Why? Simply put, if your routine sucks, it’s not going to work even if you’re doing everything else right. In this case, your problem isn’t so much that you’ve hit a plateau as it is that you’re just using a shitty routine that doesn’t work as well as it should (or just doesn’t work at all).
The solution here is simple. Use a proven, intelligently designed program that suits your specific needs and goals. For example, these or these or any of the routines included in my downloadable guide.
How To Break Through A REAL Workout Plateau
Now if you’ve made it this far and none of the above questions led to the solution to your specific issue, then guess what? You appear to actually have a legitimate workout plateau. Yay!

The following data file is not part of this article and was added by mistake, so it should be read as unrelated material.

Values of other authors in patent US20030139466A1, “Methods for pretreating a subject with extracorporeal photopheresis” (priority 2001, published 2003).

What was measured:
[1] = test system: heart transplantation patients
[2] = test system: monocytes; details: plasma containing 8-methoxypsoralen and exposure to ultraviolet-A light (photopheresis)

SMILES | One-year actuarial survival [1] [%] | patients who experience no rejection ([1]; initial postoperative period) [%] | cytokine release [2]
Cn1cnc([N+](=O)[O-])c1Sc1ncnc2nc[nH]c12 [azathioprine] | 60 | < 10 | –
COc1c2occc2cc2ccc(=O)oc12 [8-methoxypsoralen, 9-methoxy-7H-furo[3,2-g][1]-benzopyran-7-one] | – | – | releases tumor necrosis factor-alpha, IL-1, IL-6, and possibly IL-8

Now let’s cover the most common ways of breaking through it.
1. Follow the program.
The first thing I want to mention is that depending on what program you’re using, some (especially those aimed more at strength/performance) sometimes have a built in protocol for what you’re supposed to do when your progress stalls.
So in a case like this, just follow what the program tells you to do.
If everything (or just about everything) in your workout routine has stalled, and most (if not ALL) exercises have plateaued, it sounds like it’s time for a full deload.
I’ve already covered deloading and training breaks in detail before, so I won’t attempt to do it again. Instead, you can find it all right here: How To Deload
2b. Deload just that exercise.
Like I mentioned earlier, a workout plateau sometimes affects your entire workout, and it sometimes affects just certain exercises in it. In fact, often times there’s just one specific exercise that stalls while everything else progresses just fine.